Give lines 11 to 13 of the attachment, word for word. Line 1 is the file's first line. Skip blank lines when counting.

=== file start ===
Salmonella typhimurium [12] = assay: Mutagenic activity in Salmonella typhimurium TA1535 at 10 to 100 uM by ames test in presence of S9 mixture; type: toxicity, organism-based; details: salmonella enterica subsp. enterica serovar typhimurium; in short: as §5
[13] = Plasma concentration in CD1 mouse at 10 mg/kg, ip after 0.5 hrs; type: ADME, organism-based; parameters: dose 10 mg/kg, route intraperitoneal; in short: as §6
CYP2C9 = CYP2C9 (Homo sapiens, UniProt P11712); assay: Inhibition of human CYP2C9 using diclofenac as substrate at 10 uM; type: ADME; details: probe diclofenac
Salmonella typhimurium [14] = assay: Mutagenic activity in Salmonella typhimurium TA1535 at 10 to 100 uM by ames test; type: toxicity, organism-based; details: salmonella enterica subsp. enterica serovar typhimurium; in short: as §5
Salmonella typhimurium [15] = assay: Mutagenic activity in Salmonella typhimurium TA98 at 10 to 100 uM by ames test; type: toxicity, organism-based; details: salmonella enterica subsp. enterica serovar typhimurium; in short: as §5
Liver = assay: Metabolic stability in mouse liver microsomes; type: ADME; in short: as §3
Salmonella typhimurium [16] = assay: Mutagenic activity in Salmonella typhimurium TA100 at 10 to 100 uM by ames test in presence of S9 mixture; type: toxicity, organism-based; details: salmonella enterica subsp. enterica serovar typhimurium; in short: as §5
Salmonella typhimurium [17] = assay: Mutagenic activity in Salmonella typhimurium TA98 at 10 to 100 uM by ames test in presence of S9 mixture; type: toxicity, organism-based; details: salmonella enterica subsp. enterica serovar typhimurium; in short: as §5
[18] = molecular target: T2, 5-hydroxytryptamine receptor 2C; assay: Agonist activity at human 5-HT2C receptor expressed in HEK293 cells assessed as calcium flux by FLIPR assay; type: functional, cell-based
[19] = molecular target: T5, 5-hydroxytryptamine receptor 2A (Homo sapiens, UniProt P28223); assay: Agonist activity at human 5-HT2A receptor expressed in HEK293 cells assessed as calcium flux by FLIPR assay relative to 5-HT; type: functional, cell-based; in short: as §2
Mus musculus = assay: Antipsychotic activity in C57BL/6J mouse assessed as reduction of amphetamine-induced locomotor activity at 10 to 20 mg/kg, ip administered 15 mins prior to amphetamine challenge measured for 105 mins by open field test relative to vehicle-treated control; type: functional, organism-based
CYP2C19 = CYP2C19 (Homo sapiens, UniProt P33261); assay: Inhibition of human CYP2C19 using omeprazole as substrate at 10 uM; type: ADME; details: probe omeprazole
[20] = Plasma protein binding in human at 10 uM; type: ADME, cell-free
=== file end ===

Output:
Mus musculus = assay: Antipsychotic activity in C57BL/6J mouse assessed as reduction of amphetamine-induced locomotor activity at 10 to 20 mg/kg, ip administered 15 mins prior to amphetamine challenge measured for 105 mins by open field test relative to vehicle-treated control; type: functional, organism-based
CYP2C19 = CYP2C19 (Homo sapiens, UniProt P33261); assay: Inhibition of human CYP2C19 using omeprazole as substrate at 10 uM; type: ADME; details: probe omeprazole
[20] = Plasma protein binding in human at 10 uM; type: ADME, cell-free